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01-07-2012, 09:24 PM   #1
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ball head recommendations for Bigma 50-500

After spending more quality time with my Bigma, I'm convinced that I need a beefier ball head to support it. Currently I have a Manfrotto 488 paired up with a Manfrotto 190CF tripod. The 488 will "support" the weight of Bigma but the 2 second timer will introduce vibration into my shots and tightening the ball head drops the view down a little too much. I know that a gimbal is the best solution but my Bigma use isn't a regular occurance so I would like to stay with a ball head.

I searched through the forum and there was some mention of the Manfrotto 498 ball head. Anyone have any other suggestions?

Thanks!

01-07-2012, 09:47 PM   #2
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Hi Steve, I don't have a Bigma, but do use the Sigma 120-400 (yes I know it is a few grams lighter). I have been using an Acratec ball head for a couple of years now and find it very easy to use with both the heavy telephotos and with the lighter primes as well.
01-07-2012, 09:56 PM   #3
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I have a Sirui G30 (discontinued) with a 44mm ball because I didn't like the layout of low and mid level Manfrotto heads. I haven't tried it with a long lens yet but it is nice and smooth with my gripped K10d, a large flash and an 800 gram lens. The Sirui K40x with a 54mm ball and a 35 kg rating would be even more solid.

You might also take a look at one of the long lens support arms that attaches between the camera body and a tripod leg. I believe they allow you to move the camera and lens around with a certain amount of freedom by extending and retracting, then give the body additional support when you lock the arm's length before taking a picture.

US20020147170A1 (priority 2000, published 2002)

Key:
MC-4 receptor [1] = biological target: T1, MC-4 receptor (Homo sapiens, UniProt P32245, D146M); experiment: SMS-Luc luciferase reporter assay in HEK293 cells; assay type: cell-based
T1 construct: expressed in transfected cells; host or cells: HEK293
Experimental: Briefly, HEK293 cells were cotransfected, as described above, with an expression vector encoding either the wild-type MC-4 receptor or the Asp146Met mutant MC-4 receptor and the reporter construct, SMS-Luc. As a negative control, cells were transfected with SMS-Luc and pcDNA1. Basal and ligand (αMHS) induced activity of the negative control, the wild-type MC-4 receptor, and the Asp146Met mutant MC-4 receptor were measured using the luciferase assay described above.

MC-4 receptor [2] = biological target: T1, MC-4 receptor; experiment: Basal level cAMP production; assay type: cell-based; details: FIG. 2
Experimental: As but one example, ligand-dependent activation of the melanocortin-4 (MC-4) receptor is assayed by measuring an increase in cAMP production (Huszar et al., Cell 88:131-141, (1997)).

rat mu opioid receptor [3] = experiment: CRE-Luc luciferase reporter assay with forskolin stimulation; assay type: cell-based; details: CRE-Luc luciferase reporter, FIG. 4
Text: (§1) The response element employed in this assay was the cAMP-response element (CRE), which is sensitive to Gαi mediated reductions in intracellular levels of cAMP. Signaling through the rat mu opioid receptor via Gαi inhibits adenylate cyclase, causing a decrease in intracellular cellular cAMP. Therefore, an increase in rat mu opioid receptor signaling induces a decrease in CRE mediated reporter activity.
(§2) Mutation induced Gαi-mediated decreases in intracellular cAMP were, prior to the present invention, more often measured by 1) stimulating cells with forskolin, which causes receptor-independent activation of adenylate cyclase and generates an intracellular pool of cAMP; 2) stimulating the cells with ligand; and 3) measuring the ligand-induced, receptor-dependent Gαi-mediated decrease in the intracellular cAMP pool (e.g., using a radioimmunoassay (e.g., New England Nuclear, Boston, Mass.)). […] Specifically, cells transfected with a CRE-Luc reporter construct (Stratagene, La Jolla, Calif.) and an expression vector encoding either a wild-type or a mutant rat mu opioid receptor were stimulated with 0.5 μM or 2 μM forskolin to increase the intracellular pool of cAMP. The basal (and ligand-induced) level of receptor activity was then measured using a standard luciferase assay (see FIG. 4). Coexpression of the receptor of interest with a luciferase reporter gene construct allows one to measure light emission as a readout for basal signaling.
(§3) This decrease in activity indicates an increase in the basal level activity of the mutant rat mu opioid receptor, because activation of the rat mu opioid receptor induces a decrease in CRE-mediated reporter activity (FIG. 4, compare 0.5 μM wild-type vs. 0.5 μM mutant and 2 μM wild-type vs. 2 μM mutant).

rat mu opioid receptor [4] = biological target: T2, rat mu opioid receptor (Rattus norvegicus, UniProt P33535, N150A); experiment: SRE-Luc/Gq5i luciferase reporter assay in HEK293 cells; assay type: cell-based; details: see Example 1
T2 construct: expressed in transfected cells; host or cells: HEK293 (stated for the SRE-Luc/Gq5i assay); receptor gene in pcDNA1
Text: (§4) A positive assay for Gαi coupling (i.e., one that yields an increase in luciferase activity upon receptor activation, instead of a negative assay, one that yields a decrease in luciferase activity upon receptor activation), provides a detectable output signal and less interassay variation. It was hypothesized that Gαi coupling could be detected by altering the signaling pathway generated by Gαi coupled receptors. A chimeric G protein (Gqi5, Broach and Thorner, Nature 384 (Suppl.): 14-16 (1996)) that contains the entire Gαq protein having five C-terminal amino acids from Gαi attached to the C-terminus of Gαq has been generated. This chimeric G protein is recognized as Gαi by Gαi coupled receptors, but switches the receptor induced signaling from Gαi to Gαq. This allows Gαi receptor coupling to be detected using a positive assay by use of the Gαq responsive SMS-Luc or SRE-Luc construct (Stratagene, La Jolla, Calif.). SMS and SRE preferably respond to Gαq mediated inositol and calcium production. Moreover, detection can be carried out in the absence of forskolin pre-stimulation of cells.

01-07-2012, 10:31 PM   #4
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I recently went for a gimbal head for the longer telelens. Much more control over the long lens. I also have a good ballhead, It is able to hold the long tele, but tends to move in all plains at the same time when trying to make small adjustments, with the gimbal style, you move the vertical and horizontal plains separately, very good. I use it with my Sigma 300/2.8, and with a 120mm lens plate on the lens, I'm able to slide its balance point forwards and backwards depending on if I add a 1.4 or 2x Tc.

This is the one I got and its still on special at the moment. Depending on your tripod, you may need an adapter for the thread, the head is a 3/8 thread, my tripod was a 1/4 thread, but I did just get an adapter screw to fix that and alls good. I just quickly swap between the heads depending on what I'm doing, takes only a few seconds to do.

Desmond Gimbal Head DGH-01 Arca Comp inc 50mm Clamp & QR Plate Fluid Tripod NEW | eBay



01-08-2012, 02:05 AM   #5
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Manfrotto ballheads are a waste of time imo because even locked down there is noticeable creep. Spend your money on ballheads that have consistently proven to deliver: Really Right Stuff, Markins, Acratech, Kirk, etc. are expensive but work reliably in every situation and they last a very long time.
01-08-2012, 08:45 AM   #6
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I've recently purchased a GH-100 Pistol Grip and I've only taken it out for a test drive a couple of times. Here are my observations from playing around in my family room.


1) If you mount the camera body to the grip with a short lens, the grip will hit you in the chest if you have it orientated like in the video where they show it mounted to a long lens collar mount.